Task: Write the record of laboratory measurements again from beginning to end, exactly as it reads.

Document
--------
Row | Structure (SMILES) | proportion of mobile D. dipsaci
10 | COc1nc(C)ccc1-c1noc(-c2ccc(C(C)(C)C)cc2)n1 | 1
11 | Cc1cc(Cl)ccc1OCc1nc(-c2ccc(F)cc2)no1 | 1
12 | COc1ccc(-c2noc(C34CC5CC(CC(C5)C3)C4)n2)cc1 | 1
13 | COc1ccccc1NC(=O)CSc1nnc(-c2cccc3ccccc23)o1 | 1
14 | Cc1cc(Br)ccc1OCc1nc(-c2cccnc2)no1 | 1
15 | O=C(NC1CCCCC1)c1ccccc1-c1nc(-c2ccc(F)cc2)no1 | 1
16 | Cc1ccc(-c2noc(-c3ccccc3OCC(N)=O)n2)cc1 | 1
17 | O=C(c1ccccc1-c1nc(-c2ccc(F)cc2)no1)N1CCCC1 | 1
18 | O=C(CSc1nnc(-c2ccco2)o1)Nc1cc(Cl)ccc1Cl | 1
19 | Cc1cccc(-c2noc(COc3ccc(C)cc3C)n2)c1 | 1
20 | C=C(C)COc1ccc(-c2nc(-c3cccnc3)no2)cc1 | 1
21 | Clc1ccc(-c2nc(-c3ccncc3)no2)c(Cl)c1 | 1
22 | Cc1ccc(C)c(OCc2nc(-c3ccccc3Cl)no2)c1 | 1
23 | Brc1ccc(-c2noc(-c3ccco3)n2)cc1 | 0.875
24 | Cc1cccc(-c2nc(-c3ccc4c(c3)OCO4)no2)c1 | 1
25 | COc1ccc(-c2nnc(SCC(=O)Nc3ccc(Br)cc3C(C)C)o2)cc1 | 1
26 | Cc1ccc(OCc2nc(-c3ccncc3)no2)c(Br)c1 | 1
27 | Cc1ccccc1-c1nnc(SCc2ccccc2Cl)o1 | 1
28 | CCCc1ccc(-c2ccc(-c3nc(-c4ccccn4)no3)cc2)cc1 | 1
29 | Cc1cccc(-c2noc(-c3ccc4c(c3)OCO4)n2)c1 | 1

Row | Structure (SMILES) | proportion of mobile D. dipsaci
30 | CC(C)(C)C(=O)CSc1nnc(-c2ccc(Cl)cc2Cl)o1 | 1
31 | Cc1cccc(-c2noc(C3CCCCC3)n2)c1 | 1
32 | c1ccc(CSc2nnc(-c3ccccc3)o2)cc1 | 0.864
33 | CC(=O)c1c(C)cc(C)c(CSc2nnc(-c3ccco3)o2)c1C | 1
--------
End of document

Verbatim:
Row | Structure (SMILES) | proportion of mobile D. dipsaci
10 | COc1nc(C)ccc1-c1noc(-c2ccc(C(C)(C)C)cc2)n1 | 1
11 | Cc1cc(Cl)ccc1OCc1nc(-c2ccc(F)cc2)no1 | 1
12 | COc1ccc(-c2noc(C34CC5CC(CC(C5)C3)C4)n2)cc1 | 1
13 | COc1ccccc1NC(=O)CSc1nnc(-c2cccc3ccccc23)o1 | 1
14 | Cc1cc(Br)ccc1OCc1nc(-c2cccnc2)no1 | 1
15 | O=C(NC1CCCCC1)c1ccccc1-c1nc(-c2ccc(F)cc2)no1 | 1
16 | Cc1ccc(-c2noc(-c3ccccc3OCC(N)=O)n2)cc1 | 1
17 | O=C(c1ccccc1-c1nc(-c2ccc(F)cc2)no1)N1CCCC1 | 1
18 | O=C(CSc1nnc(-c2ccco2)o1)Nc1cc(Cl)ccc1Cl | 1
19 | Cc1cccc(-c2noc(COc3ccc(C)cc3C)n2)c1 | 1
20 | C=C(C)COc1ccc(-c2nc(-c3cccnc3)no2)cc1 | 1
21 | Clc1ccc(-c2nc(-c3ccncc3)no2)c(Cl)c1 | 1
22 | Cc1ccc(C)c(OCc2nc(-c3ccccc3Cl)no2)c1 | 1
23 | Brc1ccc(-c2noc(-c3ccco3)n2)cc1 | 0.875
24 | Cc1cccc(-c2nc(-c3ccc4c(c3)OCO4)no2)c1 | 1
25 | COc1ccc(-c2nnc(SCC(=O)Nc3ccc(Br)cc3C(C)C)o2)cc1 | 1
26 | Cc1ccc(OCc2nc(-c3ccncc3)no2)c(Br)c1 | 1
27 | Cc1ccccc1-c1nnc(SCc2ccccc2Cl)o1 | 1
28 | CCCc1ccc(-c2ccc(-c3nc(-c4ccccn4)no3)cc2)cc1 | 1
29 | Cc1cccc(-c2noc(-c3ccc4c(c3)OCO4)n2)c1 | 1

Row | Structure (SMILES) | proportion of mobile D. dipsaci
30 | CC(C)(C)C(=O)CSc1nnc(-c2ccc(Cl)cc2Cl)o1 | 1
31 | Cc1cccc(-c2noc(C3CCCCC3)n2)c1 | 1
32 | c1ccc(CSc2nnc(-c3ccccc3)o2)cc1 | 0.864
33 | CC(=O)c1c(C)cc(C)c(CSc2nnc(-c3ccco3)o2)c1C | 1